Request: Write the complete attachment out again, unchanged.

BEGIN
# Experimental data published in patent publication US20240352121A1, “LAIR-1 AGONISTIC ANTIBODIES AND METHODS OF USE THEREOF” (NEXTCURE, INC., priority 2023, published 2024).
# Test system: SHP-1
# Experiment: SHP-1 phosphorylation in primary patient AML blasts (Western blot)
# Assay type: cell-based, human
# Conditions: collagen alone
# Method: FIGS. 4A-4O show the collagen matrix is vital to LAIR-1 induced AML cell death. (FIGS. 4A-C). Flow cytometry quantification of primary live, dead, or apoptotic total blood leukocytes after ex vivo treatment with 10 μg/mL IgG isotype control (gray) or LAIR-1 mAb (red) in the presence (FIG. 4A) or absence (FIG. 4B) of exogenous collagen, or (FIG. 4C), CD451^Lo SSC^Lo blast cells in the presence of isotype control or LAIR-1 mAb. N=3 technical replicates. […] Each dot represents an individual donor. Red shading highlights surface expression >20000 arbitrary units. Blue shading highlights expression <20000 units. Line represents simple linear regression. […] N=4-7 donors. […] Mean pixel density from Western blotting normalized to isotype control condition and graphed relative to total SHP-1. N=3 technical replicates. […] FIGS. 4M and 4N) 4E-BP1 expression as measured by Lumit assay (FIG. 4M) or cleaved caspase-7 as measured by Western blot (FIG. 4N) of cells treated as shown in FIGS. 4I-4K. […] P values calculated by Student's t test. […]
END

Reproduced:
# Experimental data published in patent publication US20240352121A1, “LAIR-1 AGONISTIC ANTIBODIES AND METHODS OF USE THEREOF” (NEXTCURE, INC., priority 2023, published 2024).
# Test system: SHP-1
# Experiment: SHP-1 phosphorylation in primary patient AML blasts (Western blot)
# Assay type: cell-based, human
# Conditions: collagen alone
# Method: FIGS. 4A-4O show the collagen matrix is vital to LAIR-1 induced AML cell death. (FIGS. 4A-C). Flow cytometry quantification of primary live, dead, or apoptotic total blood leukocytes after ex vivo treatment with 10 μg/mL IgG isotype control (gray) or LAIR-1 mAb (red) in the presence (FIG. 4A) or absence (FIG. 4B) of exogenous collagen, or (FIG. 4C), CD451^Lo SSC^Lo blast cells in the presence of isotype control or LAIR-1 mAb. N=3 technical replicates. […] Each dot represents an individual donor. Red shading highlights surface expression >20000 arbitrary units. Blue shading highlights expression <20000 units. Line represents simple linear regression. […] N=4-7 donors. […] Mean pixel density from Western blotting normalized to isotype control condition and graphed relative to total SHP-1. N=3 technical replicates. […] FIGS. 4M and 4N) 4E-BP1 expression as measured by Lumit assay (FIG. 4M) or cleaved caspase-7 as measured by Western blot (FIG. 4N) of cells treated as shown in FIGS. 4I-4K. […] P values calculated by Student's t test. […]